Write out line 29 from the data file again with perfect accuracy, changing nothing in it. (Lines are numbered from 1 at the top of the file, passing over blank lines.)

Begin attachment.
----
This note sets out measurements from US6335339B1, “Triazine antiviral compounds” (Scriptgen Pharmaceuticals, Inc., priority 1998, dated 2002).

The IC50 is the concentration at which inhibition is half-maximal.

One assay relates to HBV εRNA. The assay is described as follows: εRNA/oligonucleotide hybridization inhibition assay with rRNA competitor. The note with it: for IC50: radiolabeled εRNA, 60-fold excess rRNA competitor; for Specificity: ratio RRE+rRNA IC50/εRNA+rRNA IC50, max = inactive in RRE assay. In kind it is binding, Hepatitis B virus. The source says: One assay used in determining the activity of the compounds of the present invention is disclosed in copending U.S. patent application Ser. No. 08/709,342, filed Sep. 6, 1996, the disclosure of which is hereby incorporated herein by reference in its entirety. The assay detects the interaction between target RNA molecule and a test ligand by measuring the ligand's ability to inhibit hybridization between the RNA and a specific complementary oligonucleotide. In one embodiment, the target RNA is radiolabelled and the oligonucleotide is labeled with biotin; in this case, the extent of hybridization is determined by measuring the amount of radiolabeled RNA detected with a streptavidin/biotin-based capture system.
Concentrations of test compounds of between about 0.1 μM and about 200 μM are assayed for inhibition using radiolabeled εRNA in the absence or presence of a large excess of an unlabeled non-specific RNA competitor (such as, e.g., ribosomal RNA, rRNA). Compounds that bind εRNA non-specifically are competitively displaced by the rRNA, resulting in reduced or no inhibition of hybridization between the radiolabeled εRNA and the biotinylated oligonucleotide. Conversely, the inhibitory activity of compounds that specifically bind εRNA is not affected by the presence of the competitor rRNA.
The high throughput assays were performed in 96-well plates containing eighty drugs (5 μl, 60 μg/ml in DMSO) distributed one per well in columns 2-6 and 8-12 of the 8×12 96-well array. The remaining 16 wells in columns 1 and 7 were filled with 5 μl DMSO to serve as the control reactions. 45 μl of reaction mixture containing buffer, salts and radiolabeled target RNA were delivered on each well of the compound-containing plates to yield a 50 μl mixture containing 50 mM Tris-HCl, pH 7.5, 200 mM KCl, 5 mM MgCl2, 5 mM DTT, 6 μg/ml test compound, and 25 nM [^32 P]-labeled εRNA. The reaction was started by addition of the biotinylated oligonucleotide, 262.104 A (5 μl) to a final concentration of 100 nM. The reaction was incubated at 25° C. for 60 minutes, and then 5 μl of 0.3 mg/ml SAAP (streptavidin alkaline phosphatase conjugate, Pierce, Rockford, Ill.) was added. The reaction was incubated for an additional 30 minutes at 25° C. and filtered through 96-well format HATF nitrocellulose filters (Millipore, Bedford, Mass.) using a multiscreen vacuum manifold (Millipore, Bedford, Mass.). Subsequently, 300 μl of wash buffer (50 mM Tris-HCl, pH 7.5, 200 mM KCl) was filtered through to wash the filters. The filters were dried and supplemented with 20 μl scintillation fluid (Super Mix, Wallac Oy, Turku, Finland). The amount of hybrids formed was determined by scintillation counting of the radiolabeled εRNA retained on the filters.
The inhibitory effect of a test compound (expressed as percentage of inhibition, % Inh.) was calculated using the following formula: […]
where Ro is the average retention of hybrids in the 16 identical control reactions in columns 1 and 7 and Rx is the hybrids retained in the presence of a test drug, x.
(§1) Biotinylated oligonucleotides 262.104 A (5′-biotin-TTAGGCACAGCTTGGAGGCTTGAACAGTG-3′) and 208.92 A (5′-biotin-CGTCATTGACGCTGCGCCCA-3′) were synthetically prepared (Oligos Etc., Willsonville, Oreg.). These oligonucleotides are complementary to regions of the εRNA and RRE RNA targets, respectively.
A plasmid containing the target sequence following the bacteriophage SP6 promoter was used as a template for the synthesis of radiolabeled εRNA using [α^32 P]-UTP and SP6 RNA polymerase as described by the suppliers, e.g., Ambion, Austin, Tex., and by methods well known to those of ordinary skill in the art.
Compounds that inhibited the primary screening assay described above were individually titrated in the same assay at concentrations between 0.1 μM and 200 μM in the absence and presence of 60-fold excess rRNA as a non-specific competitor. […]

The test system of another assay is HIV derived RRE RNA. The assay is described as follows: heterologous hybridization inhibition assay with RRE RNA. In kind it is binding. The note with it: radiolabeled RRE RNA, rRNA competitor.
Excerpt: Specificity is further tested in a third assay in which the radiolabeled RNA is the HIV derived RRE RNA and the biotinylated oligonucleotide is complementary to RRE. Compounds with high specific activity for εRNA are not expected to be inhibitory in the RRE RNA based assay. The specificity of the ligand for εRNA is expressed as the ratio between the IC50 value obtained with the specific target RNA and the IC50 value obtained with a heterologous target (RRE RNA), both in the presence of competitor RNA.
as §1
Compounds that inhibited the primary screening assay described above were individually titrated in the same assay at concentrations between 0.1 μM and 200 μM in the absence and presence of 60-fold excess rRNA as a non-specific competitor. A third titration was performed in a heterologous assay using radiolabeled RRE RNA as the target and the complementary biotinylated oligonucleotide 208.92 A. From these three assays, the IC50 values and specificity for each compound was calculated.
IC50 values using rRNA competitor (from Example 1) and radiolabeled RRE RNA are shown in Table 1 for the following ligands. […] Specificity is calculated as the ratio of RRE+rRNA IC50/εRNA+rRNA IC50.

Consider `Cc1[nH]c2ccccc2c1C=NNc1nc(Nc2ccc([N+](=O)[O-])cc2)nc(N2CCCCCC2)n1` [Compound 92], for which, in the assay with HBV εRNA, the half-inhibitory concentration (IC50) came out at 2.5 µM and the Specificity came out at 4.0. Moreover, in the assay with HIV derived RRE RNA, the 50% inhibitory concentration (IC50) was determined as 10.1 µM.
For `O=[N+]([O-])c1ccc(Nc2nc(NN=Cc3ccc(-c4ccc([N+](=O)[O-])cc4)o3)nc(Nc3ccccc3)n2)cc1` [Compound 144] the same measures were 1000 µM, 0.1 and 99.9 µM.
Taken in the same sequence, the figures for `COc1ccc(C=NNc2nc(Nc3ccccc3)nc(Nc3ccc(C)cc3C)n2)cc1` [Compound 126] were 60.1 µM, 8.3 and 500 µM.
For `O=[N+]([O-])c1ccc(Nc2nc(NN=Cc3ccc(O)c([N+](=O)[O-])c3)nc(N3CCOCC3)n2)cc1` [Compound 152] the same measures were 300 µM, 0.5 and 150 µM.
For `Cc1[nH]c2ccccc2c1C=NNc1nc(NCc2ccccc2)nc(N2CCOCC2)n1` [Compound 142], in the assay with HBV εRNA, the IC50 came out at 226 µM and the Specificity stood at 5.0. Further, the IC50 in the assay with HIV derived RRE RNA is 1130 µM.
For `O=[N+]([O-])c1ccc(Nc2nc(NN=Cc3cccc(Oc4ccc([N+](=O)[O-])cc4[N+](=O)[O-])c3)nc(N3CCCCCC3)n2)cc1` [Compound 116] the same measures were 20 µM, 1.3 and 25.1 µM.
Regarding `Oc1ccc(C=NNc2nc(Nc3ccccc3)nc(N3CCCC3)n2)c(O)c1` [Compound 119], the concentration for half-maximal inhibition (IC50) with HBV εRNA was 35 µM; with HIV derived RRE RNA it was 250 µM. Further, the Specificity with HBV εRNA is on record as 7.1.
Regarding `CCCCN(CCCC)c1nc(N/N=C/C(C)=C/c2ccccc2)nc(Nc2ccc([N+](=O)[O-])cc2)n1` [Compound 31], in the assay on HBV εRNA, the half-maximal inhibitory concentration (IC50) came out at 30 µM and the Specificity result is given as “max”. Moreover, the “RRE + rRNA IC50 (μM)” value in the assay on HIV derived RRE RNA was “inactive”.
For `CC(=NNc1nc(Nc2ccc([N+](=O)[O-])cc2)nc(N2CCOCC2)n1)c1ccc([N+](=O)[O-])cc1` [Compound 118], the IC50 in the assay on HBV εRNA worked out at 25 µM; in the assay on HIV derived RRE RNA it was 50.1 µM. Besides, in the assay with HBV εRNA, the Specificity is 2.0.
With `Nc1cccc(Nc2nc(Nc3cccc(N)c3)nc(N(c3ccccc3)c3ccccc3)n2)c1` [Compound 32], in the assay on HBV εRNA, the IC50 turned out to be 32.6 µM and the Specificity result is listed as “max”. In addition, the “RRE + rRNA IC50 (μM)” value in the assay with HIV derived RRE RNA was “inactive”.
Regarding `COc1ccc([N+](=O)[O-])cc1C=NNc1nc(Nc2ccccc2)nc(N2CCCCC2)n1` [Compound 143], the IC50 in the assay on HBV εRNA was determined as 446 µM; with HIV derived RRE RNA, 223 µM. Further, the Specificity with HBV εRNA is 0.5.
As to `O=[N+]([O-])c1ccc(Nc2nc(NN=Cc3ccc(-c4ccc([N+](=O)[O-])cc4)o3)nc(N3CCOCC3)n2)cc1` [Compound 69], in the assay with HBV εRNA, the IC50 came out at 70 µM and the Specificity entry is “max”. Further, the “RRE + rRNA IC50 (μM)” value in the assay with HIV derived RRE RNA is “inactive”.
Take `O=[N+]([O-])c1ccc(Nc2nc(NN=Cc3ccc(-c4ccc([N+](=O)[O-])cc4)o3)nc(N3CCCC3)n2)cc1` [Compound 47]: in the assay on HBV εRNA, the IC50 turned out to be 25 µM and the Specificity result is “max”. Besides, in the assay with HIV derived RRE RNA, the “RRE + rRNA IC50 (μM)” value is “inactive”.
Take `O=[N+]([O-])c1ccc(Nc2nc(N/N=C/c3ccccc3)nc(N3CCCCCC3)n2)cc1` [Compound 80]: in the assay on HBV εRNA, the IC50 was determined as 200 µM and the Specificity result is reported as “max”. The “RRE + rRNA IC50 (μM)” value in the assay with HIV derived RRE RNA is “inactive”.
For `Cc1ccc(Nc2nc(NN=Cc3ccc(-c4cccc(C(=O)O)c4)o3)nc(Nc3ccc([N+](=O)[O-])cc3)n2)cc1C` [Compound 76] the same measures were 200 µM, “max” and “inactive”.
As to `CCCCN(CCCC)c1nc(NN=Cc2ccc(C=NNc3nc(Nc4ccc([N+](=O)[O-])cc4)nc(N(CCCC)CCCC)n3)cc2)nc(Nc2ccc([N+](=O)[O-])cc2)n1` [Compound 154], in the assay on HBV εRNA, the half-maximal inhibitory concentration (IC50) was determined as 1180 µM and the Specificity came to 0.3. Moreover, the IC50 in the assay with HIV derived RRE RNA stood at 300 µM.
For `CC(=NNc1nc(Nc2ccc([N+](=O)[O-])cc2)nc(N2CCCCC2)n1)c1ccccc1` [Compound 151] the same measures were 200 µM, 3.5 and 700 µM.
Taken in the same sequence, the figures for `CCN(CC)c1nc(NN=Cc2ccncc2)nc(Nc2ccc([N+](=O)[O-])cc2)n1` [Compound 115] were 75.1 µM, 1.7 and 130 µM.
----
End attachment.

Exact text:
Take `O=[N+]([O-])c1ccc(Nc2nc(N/N=C/c3ccccc3)nc(N3CCCCCC3)n2)cc1` [Compound 80]: in the assay on HBV εRNA, the IC50 was determined as 200 µM and the Specificity result is reported as “max”. The “RRE + rRNA IC50 (μM)” value in the assay with HIV derived RRE RNA is “inactive”.